Mind to Words
“Writing, to me, is simplyIsaac Asimov
thinking through my fingers.”
When Howard looked up, Elliott held a look of care and sorrow, each green eye a forest floor of emotions. And in that moment, he could see she knew heartbreak too. Happiness was letting yourself be fully thrown into life with the ones you love, in not only the special moments but the ordinary onesContinue reading “Favorite lines from my novel Balloon Days”
This poem is inspired by living with a chronic illness. In the fall of 2018, after multiple invasive tests since early 2017, I was diagnosed with chronic vestibular migraine disorder. This disorder altered my life; it is part of every decision. Half-Life Day by day.The pain remains, fatigue defeats.The only escapeis above my body, inContinue reading “Poem: Half-Life”
Honorable Mention in Writer’s Digest Annual Competition for 2020 A deep sigh escapes my lungs, enough to fog a window, and I’m surprised it isn’t a fire-red haze tinted by fury. My tawny cat meows and rubs against my leg. My fist knocks at my forehead. As usual, nothing is flowing out of me, nothingnothingnothing.Continue reading “Short Story: The Writer’s Block”
Conscious writer’s block can indicate executive functioning issues and/or lack of interest, anxiety, burn-out, or depression. Subconscious block would look like perfectionism and limiting beliefs robbing you from just going for it. Releasing the words and the story within you without judging it or constantly scrutinizing every word choice or sentence structure along the way.Continue reading “Release Subconscious Writer’s Block”
First: What is depression? Think of depression as a brain and body hibernation, tainted by shame. When your character feels stuck, and/or has a biological predisposition of depression in their genes, a state of depression can set in. Unless you are writing about certain historical periods, modern day humans are hardly given permission to pauseContinue reading “Tips on Writing Characters with Depression”
Before I go on to ramble, let me point out that mental health and mental illness are vastly different. It is akin to physical health; a diagnosis may or may not exist even if your character neglects her health. Health is the umbrella word under which mental, emotional, physical, spiritual, financial, and cognitive health fallContinue reading “Crafting Anxious Characters”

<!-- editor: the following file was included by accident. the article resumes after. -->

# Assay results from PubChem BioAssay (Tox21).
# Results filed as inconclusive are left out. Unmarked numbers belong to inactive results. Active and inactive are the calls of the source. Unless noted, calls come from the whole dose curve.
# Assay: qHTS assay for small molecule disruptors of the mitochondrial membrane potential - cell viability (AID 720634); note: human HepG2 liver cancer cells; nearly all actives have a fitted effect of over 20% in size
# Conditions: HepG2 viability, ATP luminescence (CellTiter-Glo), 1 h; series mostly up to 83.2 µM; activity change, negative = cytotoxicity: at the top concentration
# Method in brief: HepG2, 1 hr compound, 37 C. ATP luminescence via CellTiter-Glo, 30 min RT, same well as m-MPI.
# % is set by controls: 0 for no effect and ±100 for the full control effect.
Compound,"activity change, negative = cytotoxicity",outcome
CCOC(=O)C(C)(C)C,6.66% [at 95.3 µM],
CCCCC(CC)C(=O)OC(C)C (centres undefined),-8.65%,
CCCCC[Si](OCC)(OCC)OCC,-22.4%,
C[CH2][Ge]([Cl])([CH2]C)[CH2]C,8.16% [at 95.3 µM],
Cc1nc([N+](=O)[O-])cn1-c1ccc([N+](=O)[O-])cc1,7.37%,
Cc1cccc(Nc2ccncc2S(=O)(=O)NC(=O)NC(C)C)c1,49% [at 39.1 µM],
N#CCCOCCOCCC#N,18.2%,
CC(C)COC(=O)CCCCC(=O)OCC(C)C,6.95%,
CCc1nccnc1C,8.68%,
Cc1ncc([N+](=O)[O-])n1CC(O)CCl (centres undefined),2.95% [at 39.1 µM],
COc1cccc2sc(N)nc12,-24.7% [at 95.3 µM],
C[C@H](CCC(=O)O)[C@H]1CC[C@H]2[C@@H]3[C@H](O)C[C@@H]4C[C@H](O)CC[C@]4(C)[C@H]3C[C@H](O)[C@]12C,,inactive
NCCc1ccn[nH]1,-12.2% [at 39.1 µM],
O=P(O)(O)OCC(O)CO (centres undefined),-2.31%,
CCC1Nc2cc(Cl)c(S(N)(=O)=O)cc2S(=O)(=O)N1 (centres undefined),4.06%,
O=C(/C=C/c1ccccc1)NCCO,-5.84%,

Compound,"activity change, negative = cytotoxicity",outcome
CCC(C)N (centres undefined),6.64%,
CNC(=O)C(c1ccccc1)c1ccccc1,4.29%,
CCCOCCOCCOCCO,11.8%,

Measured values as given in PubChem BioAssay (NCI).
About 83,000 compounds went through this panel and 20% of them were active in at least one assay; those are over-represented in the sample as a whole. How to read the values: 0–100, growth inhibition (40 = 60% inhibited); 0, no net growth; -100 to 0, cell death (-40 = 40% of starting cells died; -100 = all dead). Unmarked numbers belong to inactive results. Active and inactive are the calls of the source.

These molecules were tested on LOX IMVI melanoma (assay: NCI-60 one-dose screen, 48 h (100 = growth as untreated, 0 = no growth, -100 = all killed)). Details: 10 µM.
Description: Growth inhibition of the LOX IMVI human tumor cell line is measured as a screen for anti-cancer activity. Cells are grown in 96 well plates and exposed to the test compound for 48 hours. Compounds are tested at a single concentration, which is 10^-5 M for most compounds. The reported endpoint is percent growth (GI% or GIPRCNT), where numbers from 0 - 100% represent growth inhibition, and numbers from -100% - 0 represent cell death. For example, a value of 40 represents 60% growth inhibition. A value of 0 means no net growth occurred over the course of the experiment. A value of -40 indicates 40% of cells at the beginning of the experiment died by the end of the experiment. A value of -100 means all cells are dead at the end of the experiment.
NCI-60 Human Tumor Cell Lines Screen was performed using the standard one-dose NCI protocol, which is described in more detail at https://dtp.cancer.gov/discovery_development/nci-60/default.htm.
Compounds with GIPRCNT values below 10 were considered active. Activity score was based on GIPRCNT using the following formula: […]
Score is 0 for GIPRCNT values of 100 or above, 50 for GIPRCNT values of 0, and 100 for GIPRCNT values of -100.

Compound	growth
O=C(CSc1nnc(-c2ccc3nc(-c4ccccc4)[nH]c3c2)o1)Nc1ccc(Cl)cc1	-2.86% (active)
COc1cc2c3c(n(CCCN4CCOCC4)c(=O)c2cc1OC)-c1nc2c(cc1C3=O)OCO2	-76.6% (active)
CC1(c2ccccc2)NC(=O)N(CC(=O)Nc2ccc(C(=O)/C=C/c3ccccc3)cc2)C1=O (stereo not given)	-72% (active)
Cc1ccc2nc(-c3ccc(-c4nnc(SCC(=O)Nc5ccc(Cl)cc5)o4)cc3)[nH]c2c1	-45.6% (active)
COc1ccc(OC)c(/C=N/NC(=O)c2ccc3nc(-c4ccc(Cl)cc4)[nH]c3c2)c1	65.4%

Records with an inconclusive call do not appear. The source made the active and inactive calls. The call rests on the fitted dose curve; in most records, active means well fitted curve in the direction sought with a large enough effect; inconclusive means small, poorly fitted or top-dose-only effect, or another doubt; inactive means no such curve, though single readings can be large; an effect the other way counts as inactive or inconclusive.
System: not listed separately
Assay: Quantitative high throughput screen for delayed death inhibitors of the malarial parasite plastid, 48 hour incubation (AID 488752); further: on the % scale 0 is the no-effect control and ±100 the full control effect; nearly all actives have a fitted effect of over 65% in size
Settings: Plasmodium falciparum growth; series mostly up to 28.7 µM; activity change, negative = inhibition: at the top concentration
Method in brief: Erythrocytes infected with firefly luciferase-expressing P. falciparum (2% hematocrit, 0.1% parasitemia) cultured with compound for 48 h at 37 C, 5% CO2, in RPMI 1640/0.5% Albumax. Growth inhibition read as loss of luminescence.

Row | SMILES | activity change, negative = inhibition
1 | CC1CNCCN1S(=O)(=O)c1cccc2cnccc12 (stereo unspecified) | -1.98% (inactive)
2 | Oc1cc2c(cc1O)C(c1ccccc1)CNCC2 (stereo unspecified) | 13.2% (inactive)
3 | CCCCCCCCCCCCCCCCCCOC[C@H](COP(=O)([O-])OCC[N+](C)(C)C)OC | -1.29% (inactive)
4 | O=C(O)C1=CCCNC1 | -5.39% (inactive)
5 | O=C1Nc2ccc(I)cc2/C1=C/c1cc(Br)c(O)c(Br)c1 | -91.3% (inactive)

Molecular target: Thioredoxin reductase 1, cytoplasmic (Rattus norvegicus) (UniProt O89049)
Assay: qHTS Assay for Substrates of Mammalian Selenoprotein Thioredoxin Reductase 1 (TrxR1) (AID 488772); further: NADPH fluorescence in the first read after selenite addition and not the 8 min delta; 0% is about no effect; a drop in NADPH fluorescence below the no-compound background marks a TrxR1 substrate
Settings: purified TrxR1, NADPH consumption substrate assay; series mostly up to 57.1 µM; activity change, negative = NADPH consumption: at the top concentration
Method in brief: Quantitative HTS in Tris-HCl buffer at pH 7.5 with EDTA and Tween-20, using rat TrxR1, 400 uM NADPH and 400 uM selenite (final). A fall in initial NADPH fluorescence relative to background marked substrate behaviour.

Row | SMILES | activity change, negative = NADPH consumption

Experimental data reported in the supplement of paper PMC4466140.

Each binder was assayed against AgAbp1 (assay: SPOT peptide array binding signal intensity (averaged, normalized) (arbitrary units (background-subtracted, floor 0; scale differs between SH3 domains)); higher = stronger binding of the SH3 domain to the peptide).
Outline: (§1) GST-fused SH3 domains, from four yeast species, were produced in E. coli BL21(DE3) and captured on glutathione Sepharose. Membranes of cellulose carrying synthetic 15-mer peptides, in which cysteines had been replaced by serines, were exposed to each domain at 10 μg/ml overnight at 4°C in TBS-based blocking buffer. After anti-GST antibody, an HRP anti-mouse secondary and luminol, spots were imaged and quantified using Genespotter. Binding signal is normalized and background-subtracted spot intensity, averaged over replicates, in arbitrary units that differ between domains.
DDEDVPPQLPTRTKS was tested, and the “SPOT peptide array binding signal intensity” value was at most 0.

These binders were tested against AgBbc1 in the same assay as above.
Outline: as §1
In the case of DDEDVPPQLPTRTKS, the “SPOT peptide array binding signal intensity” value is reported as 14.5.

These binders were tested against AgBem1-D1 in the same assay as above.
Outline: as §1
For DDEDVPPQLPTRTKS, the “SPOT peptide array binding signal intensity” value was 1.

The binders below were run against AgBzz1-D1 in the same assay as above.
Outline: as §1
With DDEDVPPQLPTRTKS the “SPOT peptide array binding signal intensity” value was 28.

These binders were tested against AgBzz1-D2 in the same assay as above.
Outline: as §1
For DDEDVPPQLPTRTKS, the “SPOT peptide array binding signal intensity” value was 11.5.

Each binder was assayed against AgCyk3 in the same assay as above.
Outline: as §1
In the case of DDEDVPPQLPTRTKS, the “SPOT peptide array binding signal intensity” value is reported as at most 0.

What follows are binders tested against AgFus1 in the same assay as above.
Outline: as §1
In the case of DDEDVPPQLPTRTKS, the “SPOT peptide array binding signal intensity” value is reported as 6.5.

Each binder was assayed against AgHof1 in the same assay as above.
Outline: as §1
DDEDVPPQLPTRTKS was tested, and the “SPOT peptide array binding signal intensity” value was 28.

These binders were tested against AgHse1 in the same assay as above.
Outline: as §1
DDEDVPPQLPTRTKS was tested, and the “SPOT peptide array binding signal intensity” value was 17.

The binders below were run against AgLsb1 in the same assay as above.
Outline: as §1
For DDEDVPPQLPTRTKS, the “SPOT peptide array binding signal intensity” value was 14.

In light of Mental Health Awareness Month, I thought it would be fitting to discuss weaving in mental illness throughout creative fiction writing, whether it is a diagnosis of your MC or a side character, at the forefront or not. In a lot of films, novels, and shows, a diagnosis is often portrayed without itContinue reading “Benefits & Risks of Writing Mentally Ill Characters”
This piece is a flash fiction style I tried out for fun. It is about our inner yearning, our souls need for nourishment, beyond the mundane or superficial stuff that our egos become consumed by. Branching out taught me to never limit yourself to one genre or style of writing. Expand your boundaries or getContinue reading “Flash Fiction: Stretch Your Style”
I have learned: Do not base it off someone you know. Instead, a character is best if molded by a myriad of someones, including strangers, such as unique mannerisms, facial expressions, reactions, but if you attempt to use someone you already know, you are a) not taking advantage of your imagination; b) you will becomeContinue reading “Lessons of Character Creation”
UNexpected, UNwanted change – is a universal cause for upset. I think it goes without being said, that creating relatable, full-fledged fictional characters comes from an understanding of real life humans. However, with story writing, all the mundane parts must be stripped to maintain focus. Thus, we want to see what they struggle against, andContinue reading “Why Do Characters Crack from Change?”
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